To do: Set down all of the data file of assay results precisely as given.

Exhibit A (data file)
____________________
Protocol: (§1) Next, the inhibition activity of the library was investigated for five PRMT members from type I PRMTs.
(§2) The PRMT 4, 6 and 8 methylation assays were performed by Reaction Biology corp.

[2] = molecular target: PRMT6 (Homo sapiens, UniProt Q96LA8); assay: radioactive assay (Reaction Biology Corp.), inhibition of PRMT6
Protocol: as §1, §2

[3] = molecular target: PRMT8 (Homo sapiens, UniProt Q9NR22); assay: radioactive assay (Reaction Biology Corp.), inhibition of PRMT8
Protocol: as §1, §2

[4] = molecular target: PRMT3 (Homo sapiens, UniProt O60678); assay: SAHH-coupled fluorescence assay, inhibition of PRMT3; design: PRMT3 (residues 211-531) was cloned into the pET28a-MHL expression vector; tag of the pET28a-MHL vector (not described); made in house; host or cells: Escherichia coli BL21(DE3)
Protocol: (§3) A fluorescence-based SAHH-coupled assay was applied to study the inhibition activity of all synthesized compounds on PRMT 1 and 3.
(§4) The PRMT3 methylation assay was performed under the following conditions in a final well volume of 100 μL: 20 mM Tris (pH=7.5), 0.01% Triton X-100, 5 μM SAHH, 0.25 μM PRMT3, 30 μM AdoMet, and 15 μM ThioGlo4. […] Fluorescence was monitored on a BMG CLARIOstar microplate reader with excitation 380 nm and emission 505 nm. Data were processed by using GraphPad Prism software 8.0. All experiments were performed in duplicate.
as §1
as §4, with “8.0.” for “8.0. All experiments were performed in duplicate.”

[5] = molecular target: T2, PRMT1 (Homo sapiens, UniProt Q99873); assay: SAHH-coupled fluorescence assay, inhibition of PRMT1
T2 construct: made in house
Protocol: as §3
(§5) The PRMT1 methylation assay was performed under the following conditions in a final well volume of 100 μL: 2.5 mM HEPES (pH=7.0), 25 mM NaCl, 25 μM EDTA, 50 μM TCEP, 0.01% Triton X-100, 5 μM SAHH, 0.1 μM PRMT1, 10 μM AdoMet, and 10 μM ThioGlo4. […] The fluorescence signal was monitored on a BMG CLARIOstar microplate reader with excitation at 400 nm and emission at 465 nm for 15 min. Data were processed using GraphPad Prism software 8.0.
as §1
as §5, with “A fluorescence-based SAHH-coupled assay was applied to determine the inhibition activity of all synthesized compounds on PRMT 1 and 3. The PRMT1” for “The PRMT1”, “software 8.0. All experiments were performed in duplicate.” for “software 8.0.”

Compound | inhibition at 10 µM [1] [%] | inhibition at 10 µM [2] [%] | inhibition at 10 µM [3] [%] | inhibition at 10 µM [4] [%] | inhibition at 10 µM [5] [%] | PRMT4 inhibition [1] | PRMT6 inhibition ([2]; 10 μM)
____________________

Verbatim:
Protocol: (§1) Next, the inhibition activity of the library was investigated for five PRMT members from type I PRMTs.
(§2) The PRMT 4, 6 and 8 methylation assays were performed by Reaction Biology corp.

[2] = molecular target: PRMT6 (Homo sapiens, UniProt Q96LA8); assay: radioactive assay (Reaction Biology Corp.), inhibition of PRMT6
Protocol: as §1, §2

[3] = molecular target: PRMT8 (Homo sapiens, UniProt Q9NR22); assay: radioactive assay (Reaction Biology Corp.), inhibition of PRMT8
Protocol: as §1, §2

[4] = molecular target: PRMT3 (Homo sapiens, UniProt O60678); assay: SAHH-coupled fluorescence assay, inhibition of PRMT3; design: PRMT3 (residues 211-531) was cloned into the pET28a-MHL expression vector; tag of the pET28a-MHL vector (not described); made in house; host or cells: Escherichia coli BL21(DE3)
Protocol: (§3) A fluorescence-based SAHH-coupled assay was applied to study the inhibition activity of all synthesized compounds on PRMT 1 and 3.
(§4) The PRMT3 methylation assay was performed under the following conditions in a final well volume of 100 μL: 20 mM Tris (pH=7.5), 0.01% Triton X-100, 5 μM SAHH, 0.25 μM PRMT3, 30 μM AdoMet, and 15 μM ThioGlo4. […] Fluorescence was monitored on a BMG CLARIOstar microplate reader with excitation 380 nm and emission 505 nm. Data were processed by using GraphPad Prism software 8.0. All experiments were performed in duplicate.
as §1
as §4, with “8.0.” for “8.0. All experiments were performed in duplicate.”

[5] = molecular target: T2, PRMT1 (Homo sapiens, UniProt Q99873); assay: SAHH-coupled fluorescence assay, inhibition of PRMT1
T2 construct: made in house
Protocol: as §3
(§5) The PRMT1 methylation assay was performed under the following conditions in a final well volume of 100 μL: 2.5 mM HEPES (pH=7.0), 25 mM NaCl, 25 μM EDTA, 50 μM TCEP, 0.01% Triton X-100, 5 μM SAHH, 0.1 μM PRMT1, 10 μM AdoMet, and 10 μM ThioGlo4. […] The fluorescence signal was monitored on a BMG CLARIOstar microplate reader with excitation at 400 nm and emission at 465 nm for 15 min. Data were processed using GraphPad Prism software 8.0.
as §1
as §5, with “A fluorescence-based SAHH-coupled assay was applied to determine the inhibition activity of all synthesized compounds on PRMT 1 and 3. The PRMT1” for “The PRMT1”, “software 8.0. All experiments were performed in duplicate.” for “software 8.0.”

Compound | inhibition at 10 µM [1] [%] | inhibition at 10 µM [2] [%] | inhibition at 10 µM [3] [%] | inhibition at 10 µM [4] [%] | inhibition at 10 µM [5] [%] | PRMT4 inhibition [1] | PRMT6 inhibition ([2]; 10 μM)